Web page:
Language Selection

English French German Italian Portuguese Spanish

The Road to KDE 4: Strigi and File Information Extraction

Filed under
KDE

After a short delay due to a heavy dosage of Real Life(tm), I return to bring you more on the technologies behind KDE 4. This week I am featuring Strigi, an information extraction subsystem that is being fully deployed for KDE 4.0. KDE has previously had the ability to extract information about files of various types, and has used them in a variety of functional contexts, such as the Properties Dialog. Strigi promises many improvements over the existing versions. Read on for more...

Strigi is a library that sits at a lower level than KDE. It is written in C++, and is designed to present a series of generic calls that a program can use to find more information about a given file or files. It is in no way tied to KDE except that the development version lives in KDE's SVN repository. It also has search capabilities, which are not really the focus of this article.

The Strigi libraries are used to get information from within files, such as the dimensions of an image, or the length of an audio clip, embedded thumbnails, number of lines in a log, source code licensing info or just to search a text file for a given string. Strigi has other advantages, as it can work inside compressed files, archives, and so forth seamlessly. In fact, it ships a few useful utility programs, called deepgrep and deepfind. These useful command line programs allow you to search for information within binary file formats as easily as using grep or find on plain text files. KDE is inheriting the same libraries, so we also get this unique advantage of being able to pull information out of files that are buried within binary formats, such as .tgz files.

Full Story.

More in Tux Machines

The Importance of BSD

The Berkeley Software Distribution (BSD) is a Unix operating system developed by the Computer Systems Research Group (CSRG) of the University of California, Berkeley. Read more

Ubuntu 16.10 Unity and Ubuntu MATE

  • Ubuntu 16.10 Unity 8 / Mir - Current State
  • Bytemark sponsor Ubuntu MATE
    A couple of weeks ago the Bytemark Managing Director, Matthew Bloch, contacted the Ubuntu MATE team to offer free hosting for the project. As of August 18th 2016 all the Ubuntu MATE infrastucture is hosted on Bytemark Cloud Servers.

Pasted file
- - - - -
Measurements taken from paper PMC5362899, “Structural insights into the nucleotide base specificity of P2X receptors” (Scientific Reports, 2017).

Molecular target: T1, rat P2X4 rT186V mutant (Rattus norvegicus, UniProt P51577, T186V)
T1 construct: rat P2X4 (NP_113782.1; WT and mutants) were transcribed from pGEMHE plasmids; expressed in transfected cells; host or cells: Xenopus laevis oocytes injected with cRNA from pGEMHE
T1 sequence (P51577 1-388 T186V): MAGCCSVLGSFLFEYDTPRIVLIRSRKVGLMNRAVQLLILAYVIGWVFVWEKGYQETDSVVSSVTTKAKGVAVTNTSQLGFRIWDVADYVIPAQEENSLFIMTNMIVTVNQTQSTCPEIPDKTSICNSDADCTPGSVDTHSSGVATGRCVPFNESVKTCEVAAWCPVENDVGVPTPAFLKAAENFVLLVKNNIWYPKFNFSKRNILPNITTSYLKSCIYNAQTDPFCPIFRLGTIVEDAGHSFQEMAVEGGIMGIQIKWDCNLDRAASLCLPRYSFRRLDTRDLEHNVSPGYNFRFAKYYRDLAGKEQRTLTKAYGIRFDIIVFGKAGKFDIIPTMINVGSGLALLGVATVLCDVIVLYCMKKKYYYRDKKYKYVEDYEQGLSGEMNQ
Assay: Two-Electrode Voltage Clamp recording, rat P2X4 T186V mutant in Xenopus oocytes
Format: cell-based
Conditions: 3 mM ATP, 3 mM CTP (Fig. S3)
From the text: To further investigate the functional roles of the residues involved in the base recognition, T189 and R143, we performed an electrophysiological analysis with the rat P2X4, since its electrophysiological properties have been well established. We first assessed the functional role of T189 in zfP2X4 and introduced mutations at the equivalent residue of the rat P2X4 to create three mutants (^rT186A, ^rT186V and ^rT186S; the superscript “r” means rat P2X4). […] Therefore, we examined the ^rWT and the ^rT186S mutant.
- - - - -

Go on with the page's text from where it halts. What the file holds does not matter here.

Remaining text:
• Ubuntu MATE 16.10 Beta 1
    We are underwhelmed to announce, quite possibly, our most uninteresting beta release E-V-E-R! ;-) This beta release is all about the plumbing that transitions Ubuntu MATE to GTK 3.20. It really isn’t very interesting from an end-users perspective.

Linux Foundation and Linux Birthday

LWN at GUADEC

  • Flowgraphs in GTK+
    At GUADEC 2016 in Karlsruhe, Germany, Daniel "grindhold" Brendle presented his work developing a new library and widget set that will allow GTK+ applications to implement flowgraphs in a standard manner. The widget set would enable applications to provide interactive widgets for linking filters and other block-oriented components—a type of interface many applications currently need to reinvent on their own. Flowgraphs, Brendle explained, are a general-purpose diagramming technique that many people will recognize from textbooks and other printed matter. They show how objects, information, and signals flow through some sort of process. Biology textbooks use them to illustrate circulation in the body, technical manuals use them to show how a manufacturing process runs, and so on. In software, he said, they are most familiar as the node-and-pipe diagrams that illustrate signal processing or data filtering.
  • The GNOME Newcomers initiative
    At GUADEC 2016 in Karlsruhe, Germany, Bastien Ilsø and Carlos Soriano reported on the revamped Newcomers section of the GNOME web site. The section is intended to draw in new users and developers and help them find their way around the project as well as to help them get the necessary development environment set up to begin contributing code.